SINGAPORE —Another school bus accident involving an elderly driver — A 68-year-old minibus driver who was transporting students crashed into a carpark gantry, hitting a woman who was crossing the road.
According to local Chinese media outlet Lianhe Zaobao, the accident happened on Tuesday (9 May) around 12.30pm, near Block 36 Chai Chee Avenue.
The woman was reportedly injured on her head and was later rushed to the hospital.
The gantry sustained damage from the collision, and the right front wheel of the school bus got stuck on the curb of the gantry. Bloodstains could be seen about two meters away from the minibus.
Customers at a nearby coffee shop witnessed the incident, and one of them told Zaobao that he heard a loud noise, and an elderly woman was lying on the ground with severe head injuries.
The woman appeared to be around 70 years old and was holding a paper bag while crossing the road.
Five children onboard
Five children who appeared to be around four or five years old were also on the school bus at the time of the accident. They began crying but were later picked up by their family members about five to six minutes after the incident.
The Singapore Civil Defence Force (SCDF) confirmed that they received a report of the accident at 12.25 pm on Tuesday, and one person was taken to Changi General Hospital for treatment.
According to the Singapore Police Force, a 68-year-old female pedestrian was sent to the hospital in a coma.
The 68-year-old male driver was arrested for careless driving causing grievous hurt. The investigation is still ongoing.
It is reported that the minibus involved in the accident belonged to AWWA Social Service Agency.
In response, an AWWA spokesperson clarified that the accident involved their designated outsourced passenger service company, and the driver was not an AWWA employee.
No AWWA students or staff were injured in the accident.
Earlier case of 72-year-old school bus driver who passed away after an accident
On 27 March, a 72-year-old driver passed away in the hospital after his van skidded and came to a stop near Redhill MRT Station, leaving him pinned to his seat.
According to a report by Lianhe Zaobao, the deceased was hired to replace another 71-year-old driver named Luo, who recently resigned.
The school bus was then taken over by a new driver on Monday, but unfortunately, he got into an accident on his first day at work.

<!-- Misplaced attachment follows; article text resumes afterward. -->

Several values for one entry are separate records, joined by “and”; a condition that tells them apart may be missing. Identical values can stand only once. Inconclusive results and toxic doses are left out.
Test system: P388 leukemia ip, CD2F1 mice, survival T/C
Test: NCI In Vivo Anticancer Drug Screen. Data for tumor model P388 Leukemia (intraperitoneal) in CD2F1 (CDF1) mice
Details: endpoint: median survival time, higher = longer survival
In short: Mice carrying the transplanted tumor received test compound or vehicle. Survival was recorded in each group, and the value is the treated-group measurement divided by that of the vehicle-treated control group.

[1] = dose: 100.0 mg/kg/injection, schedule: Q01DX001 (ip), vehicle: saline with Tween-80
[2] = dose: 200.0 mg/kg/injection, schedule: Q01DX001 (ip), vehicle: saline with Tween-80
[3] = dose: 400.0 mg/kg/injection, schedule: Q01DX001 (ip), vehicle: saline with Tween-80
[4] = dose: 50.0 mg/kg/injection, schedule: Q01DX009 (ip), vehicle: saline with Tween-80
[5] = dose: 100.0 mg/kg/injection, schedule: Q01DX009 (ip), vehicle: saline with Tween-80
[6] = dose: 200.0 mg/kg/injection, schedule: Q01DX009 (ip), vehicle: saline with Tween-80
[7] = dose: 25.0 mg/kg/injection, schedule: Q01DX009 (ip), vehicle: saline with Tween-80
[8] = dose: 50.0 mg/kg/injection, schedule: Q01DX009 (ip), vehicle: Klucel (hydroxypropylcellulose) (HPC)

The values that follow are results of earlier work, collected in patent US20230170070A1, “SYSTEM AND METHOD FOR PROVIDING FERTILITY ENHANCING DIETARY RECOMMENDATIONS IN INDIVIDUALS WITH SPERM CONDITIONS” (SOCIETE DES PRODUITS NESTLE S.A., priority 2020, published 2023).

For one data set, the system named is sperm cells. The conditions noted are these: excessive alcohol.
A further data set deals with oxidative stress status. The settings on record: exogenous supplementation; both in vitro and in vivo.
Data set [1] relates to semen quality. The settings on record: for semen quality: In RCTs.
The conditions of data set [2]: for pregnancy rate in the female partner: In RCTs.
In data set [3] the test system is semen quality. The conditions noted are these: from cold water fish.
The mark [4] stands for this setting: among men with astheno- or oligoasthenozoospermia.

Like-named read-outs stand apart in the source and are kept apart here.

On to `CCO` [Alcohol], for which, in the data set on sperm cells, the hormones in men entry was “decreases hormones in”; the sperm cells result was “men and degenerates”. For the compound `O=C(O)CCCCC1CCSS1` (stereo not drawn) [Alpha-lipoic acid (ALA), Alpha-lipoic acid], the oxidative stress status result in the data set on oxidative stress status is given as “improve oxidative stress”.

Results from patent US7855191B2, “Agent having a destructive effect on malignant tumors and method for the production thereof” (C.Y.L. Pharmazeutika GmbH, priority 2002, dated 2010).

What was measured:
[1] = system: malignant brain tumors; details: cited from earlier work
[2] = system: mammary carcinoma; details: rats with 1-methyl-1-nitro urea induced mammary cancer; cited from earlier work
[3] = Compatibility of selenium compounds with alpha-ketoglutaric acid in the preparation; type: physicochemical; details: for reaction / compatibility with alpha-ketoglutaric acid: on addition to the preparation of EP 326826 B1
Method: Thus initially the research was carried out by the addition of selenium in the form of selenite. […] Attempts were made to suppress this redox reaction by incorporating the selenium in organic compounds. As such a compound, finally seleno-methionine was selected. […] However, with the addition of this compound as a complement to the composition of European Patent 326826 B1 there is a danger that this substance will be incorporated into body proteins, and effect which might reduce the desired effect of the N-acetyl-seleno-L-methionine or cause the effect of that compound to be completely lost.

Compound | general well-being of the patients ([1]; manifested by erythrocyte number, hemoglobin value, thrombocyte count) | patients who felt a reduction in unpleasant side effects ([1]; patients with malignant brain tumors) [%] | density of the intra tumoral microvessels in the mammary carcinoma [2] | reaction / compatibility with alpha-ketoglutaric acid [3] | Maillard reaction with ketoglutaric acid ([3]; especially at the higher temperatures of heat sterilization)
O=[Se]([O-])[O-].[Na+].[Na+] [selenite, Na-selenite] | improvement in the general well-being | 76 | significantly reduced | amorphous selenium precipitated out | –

Singapore’s statutory age limit for a vocational licence
In Singapore, The statutory age limit for a vocational licence to drive vehicles is 75 years old.
The Land Transport Authority (LTA) has commissioned a study by the Singapore Medical Association (SMA) to explore the possibility of increasing the statutory age limit for those holding a vocational driving license.
In October last year, Senior Minister of State for Transport Amy Khor said in Parliament that the study found that older vocational drivers have a higher accident rate than younger drivers, with drivers aged 70 to 74 being five to six times more likely to have an accident than drivers under 60.
Based on these findings, SMA recommended not to increase the age limit beyond 75 years. LTA decided not to raise the maximum age limit for vocational license holders for now due to safety concerns.
However, older drivers aged 50 to 74 can continue to hold valid vocational licenses if they undergo regular checkups and meet necessary requirements.
Elderly Singaporeans forced to work for survival
More than 20 years have passed since 1999, and many elderly Singaporeans continue to struggle every day working to survive.
According to a Reuters’ report in 2019, many elderly Singaporeans look for jobs after retirement because Singapore’s CPF retirement saving scheme does not provide enough money for them to survive.
“If I don’t work, where will my income come from?” said 71 year-old Mdm Mary Lim, one of many elderly cleaners earning a meager wage clearing up to 400 plates a day at a foodstall in Singapore’s Chinatown.
“If I stop my work, how will I survive?”
The Singapore government announced in the Budget 2023 that it will increase the minimum monthly payout for the Retirement Sum Scheme (RSS) from S$250 to S$350 starting 1 June 2023, as part of the effort to boost retirement adequacy.
However, the Lee Kuan Yew School of Public Policy (LKYSPP) at National University of Singapore published a survey finding in 2019 that an older Singaporean above 65 years old would need S$1,379 a month to meet his or her basic needs.